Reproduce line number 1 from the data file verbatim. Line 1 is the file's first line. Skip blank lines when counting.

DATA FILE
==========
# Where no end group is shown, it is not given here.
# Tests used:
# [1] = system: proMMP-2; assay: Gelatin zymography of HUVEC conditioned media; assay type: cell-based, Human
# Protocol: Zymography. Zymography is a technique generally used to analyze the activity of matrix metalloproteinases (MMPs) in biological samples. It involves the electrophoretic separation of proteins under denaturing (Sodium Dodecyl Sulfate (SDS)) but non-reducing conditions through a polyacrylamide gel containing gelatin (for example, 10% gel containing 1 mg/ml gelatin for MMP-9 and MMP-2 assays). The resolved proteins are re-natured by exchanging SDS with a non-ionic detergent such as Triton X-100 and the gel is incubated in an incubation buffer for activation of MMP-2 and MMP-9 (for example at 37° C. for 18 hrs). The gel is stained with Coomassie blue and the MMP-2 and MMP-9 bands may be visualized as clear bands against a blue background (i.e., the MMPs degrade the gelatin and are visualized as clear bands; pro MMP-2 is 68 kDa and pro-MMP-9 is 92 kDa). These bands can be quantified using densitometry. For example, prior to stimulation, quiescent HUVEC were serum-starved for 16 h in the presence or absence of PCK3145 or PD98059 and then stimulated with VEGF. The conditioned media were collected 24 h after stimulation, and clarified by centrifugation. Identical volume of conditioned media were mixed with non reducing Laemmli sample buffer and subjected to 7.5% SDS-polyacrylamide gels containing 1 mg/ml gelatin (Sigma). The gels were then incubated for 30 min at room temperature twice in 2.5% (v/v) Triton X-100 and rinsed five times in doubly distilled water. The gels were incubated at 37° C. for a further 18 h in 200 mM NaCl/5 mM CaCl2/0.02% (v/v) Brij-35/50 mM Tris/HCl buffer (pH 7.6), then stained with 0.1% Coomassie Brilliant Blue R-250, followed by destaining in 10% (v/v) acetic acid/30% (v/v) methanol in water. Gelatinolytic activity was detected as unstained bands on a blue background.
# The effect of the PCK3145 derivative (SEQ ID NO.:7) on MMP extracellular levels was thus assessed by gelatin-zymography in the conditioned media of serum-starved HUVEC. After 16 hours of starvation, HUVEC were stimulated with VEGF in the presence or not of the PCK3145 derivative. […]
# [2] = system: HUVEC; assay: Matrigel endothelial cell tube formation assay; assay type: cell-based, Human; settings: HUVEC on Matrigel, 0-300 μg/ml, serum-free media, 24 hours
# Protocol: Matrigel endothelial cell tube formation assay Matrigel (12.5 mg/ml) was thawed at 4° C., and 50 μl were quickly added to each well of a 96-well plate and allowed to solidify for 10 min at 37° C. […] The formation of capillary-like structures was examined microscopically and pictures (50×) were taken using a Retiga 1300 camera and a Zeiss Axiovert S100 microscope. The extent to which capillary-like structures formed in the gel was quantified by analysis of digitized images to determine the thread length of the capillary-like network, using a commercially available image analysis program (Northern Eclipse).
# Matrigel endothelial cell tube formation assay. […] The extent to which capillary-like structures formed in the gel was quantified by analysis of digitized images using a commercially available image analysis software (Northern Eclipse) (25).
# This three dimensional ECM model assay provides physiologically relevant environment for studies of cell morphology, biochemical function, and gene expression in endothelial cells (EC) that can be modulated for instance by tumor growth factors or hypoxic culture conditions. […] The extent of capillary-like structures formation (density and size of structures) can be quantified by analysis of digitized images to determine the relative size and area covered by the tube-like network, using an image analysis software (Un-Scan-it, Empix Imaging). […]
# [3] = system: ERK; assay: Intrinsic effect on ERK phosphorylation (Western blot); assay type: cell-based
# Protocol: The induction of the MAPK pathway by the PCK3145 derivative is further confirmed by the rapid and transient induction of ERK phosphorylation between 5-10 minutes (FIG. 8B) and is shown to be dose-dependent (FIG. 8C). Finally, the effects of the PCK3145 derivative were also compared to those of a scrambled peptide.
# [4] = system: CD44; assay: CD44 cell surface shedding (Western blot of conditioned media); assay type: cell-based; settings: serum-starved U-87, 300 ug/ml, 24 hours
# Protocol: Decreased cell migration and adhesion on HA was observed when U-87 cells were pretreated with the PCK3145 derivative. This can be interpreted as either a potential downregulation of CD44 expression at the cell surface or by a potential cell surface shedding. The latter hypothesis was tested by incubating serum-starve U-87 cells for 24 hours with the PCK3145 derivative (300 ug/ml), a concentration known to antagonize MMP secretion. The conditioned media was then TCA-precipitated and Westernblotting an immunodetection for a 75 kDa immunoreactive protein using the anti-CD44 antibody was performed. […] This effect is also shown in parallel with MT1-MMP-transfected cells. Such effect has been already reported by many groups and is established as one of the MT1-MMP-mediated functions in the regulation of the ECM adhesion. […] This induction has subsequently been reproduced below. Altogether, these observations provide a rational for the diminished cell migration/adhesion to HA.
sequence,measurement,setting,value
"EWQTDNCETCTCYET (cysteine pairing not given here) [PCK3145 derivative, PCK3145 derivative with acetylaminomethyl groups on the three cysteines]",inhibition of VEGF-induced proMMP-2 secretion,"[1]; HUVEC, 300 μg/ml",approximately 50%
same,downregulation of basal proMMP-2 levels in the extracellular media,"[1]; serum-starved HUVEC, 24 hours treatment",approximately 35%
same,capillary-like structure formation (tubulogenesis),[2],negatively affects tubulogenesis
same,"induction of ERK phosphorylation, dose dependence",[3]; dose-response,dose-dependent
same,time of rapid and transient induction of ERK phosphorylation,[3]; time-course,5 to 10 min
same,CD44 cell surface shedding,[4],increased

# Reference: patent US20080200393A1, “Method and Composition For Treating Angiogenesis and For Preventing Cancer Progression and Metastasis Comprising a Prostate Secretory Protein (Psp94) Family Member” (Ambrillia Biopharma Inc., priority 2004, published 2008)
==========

# Where no end group is shown, it is not given here.